At the centre of the BYPAD process is an evaluation group supported and guided by an external supervisor – the BYPAD auditor. The group performs the assessment of the status quo and jointly identifies the modules where improvement is most necessary and possible. Group members include those with political responsibilities, administrative staff and other stakeholders, such as cycling interest groups, other traffic interests or individuals representing the user’s point of view.
The audit process is as follows:
- Individual questionnaire-based assessment of the local situation by each group member and local site visit of group members and the BYPAD auditor
- Discussion on the respective views of the group members in the first meeting (called confrontation and consensus meeting) resulting in a joint assessment for each module and the global quality of cycling policy by the four-stage development scale.
- Elaboration of an interim report by the external supervisor concentrating on the results of the first meeting and giving input to strengths and weaknesses of the current cycling policy.
- Creation of the BYPAD action plan by the evaluation group in a second meeting defining the objectives for cycling policy in the coming years, based on the interim report.
- Finalisation of the BYPAD Quality Plan by the external supervisor for integration to the current cycling policy.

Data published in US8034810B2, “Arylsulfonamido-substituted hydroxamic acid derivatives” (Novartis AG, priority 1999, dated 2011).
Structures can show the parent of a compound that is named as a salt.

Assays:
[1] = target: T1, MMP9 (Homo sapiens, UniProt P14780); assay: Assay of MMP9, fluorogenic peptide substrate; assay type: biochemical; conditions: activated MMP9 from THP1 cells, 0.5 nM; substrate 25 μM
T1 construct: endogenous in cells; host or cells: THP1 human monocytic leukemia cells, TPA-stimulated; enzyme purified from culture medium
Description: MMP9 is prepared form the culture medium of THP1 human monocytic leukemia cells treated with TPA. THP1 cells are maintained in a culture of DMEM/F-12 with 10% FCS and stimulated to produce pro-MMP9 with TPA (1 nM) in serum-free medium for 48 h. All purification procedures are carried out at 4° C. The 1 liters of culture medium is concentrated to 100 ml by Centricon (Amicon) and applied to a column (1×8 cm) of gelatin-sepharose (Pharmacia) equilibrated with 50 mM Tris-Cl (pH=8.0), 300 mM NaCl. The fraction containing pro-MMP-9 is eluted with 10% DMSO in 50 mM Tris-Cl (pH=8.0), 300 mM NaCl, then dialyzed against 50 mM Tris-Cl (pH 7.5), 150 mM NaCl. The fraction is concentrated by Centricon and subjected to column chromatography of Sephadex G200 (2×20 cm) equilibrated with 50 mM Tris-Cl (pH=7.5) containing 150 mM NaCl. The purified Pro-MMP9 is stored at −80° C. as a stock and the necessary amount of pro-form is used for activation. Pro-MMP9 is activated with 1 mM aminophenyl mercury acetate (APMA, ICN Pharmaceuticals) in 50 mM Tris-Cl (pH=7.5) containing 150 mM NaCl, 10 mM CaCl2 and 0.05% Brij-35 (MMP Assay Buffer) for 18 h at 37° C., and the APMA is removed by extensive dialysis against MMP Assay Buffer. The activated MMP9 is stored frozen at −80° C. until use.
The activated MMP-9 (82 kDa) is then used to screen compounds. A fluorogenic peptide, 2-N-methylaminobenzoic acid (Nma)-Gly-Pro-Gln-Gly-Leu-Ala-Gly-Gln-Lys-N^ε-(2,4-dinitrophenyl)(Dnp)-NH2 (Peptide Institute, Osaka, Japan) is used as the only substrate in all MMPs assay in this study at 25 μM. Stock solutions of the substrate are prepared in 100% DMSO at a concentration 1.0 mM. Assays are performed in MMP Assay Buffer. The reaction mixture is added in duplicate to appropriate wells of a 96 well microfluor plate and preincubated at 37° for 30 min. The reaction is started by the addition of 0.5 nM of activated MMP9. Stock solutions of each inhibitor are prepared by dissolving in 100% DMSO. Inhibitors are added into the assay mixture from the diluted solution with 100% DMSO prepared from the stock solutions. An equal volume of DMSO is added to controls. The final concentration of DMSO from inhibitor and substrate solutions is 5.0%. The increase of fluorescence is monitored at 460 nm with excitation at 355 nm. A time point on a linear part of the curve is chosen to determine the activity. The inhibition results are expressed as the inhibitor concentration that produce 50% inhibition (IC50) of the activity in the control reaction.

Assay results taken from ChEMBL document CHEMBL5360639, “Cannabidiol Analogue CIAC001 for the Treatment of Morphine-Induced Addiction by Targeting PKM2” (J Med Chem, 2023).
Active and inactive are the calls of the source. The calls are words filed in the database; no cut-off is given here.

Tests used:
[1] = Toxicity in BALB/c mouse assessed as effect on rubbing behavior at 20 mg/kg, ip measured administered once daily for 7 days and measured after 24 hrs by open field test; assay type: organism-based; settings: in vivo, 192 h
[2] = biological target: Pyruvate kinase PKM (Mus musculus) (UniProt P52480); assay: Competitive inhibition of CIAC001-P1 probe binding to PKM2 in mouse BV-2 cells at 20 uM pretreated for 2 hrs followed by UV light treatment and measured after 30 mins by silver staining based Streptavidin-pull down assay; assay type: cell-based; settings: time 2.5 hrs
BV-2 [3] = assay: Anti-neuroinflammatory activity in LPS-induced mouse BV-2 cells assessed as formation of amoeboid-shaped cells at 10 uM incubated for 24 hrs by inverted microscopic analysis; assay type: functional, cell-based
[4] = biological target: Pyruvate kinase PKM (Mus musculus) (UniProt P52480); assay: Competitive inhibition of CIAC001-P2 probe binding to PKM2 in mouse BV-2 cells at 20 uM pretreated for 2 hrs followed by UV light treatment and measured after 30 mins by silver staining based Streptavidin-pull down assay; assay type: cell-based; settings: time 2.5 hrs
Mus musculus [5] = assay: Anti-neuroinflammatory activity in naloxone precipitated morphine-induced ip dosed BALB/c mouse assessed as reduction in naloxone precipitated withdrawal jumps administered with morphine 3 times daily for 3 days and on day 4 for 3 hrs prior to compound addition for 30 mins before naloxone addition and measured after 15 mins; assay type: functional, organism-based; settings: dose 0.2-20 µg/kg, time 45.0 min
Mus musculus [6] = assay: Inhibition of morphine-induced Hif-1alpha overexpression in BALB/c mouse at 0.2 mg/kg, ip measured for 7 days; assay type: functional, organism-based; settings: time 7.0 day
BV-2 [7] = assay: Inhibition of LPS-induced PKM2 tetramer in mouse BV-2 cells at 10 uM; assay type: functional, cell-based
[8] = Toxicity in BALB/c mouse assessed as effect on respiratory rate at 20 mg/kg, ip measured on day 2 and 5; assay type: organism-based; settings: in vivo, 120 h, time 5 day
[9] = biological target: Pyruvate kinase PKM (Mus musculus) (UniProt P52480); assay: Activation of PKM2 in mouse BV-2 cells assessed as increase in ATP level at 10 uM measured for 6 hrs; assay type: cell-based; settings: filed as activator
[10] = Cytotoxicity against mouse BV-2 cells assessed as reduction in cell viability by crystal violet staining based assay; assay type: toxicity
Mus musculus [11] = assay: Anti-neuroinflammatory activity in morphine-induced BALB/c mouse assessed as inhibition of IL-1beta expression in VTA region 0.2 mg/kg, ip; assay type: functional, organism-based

The external supervisor’s role is to moderate the process, provide input on examples where necessary and to produce the two main results in report format. Right at the start, the supervisor collects inputs on the existing situation and requires the respective local or regional administration to build a good understanding of the audit case. BYPAD provides a list of certified supervisors, the BYPAD auditors, at its website covering countries EU-wide and beyond. Cities and regions completing a BYPAD audit receive a certificate and label from the supervisor on their endeavours to improve their cycling policy quality.
Examples from city case studies involved in the preparation of this guidance showcase the structural impact BYPAD can take: In the case of Gdansk, the active mobility department of the City of Gdansk was established as a result of a BYPAD audit. Similarly, the Bicycle Officer of Bregenz was installed as an objective from an BYPAD audit.
As a policy audit integrating evaluation and action planning, BYPAD is a bicycle development strategy at a global level integrating a bicycle steering group. It is of less concrete nature than classical bicycle development strategies though more directed at systematic improvements and setting “obvious” needed or positive measures. As a policy tool, it refers to all cycling measures presented.